Early last week a wonderful opportunity was thrown my way. Prior to my (now ended) studies I spent a significant amount of time in Paris; it was there that I became friends with a hugely talented chef, Sam White. Four years later I discovered that he was working in the French Embassy kitchen, catering for a number of reputable guests. A gold gilded door presented itself to me, half open.
On Tuesday I peered through the door; now I want to pass through it.
The Head Chef and his team appear keen to collaborate on further experimental shoots. The focus is movement on the plate, chopping board and dish. This is a fresh and exciting project for me and one I have already embraced with open arms – and mind. How do you breathe actual life into the inanimate, into a still life image?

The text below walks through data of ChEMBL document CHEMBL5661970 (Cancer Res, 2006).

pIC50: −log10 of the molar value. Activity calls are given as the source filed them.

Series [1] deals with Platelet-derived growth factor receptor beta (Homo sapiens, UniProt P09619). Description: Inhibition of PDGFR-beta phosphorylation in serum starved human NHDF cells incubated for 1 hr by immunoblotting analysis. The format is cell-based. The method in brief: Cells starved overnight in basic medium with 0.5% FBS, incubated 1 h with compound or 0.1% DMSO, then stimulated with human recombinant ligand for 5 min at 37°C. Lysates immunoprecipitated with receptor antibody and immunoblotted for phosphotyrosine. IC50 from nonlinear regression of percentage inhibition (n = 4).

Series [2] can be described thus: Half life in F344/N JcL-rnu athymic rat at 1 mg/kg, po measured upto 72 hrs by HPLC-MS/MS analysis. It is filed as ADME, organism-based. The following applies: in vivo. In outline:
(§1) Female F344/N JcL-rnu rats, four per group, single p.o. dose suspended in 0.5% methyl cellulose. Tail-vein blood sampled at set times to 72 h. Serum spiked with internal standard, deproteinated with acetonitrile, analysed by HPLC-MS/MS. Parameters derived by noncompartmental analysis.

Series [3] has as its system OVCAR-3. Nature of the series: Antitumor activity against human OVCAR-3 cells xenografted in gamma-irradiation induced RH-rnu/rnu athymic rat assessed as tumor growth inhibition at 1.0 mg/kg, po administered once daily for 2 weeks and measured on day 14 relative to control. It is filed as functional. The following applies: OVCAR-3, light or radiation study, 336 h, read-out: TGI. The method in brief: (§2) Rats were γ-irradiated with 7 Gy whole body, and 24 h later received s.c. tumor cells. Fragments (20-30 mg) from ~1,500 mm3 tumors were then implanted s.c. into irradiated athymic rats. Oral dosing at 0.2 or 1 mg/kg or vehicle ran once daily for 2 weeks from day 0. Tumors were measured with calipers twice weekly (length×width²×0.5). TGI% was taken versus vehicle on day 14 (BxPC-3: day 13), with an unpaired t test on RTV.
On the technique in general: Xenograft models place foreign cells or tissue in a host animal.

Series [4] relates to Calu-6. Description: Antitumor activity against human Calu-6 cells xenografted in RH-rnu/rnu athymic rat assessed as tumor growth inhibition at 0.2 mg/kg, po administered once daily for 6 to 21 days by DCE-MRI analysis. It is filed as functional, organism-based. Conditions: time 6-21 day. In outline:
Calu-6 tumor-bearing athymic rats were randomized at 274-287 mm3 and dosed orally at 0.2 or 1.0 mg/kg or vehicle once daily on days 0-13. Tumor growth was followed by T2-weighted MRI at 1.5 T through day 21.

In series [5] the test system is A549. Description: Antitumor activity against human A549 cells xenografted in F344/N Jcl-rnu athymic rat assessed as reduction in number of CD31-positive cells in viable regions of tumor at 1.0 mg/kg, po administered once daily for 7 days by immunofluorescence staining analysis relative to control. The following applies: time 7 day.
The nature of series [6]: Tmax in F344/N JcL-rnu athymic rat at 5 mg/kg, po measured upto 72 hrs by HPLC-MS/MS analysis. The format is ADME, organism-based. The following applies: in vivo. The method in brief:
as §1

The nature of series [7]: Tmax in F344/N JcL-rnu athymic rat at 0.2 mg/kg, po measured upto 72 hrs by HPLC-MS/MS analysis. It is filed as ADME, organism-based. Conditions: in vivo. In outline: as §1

To better convey this intended movement the Head Chef placed in front of me his favourite book, a collection of works by Salvador Dali. After a brief fit of panic and cognitive fright, composure was fully restored and strangely enlightened. I was shown ‘Nature Morte Vivante‘, or Living Still Life. I am particularly appreciative of this extraordinary example for it has provided us, already, with the necessary conceptual foundations to begin our project. The very notion that the inanimate can be animated enthuses and excites.
All that is required of us is to pour, drop, drip and click – and of course, sweat some.
The following shots were taken over an afternoon and comprise the reasonably restrained explorative stages of the venture. After the reportage…
And now the shoot. You must forgive for me for two reasons: I am awaiting the names of the dishes and the backdrop and reflectors certainly need refining.
I am keen to get some props in the mix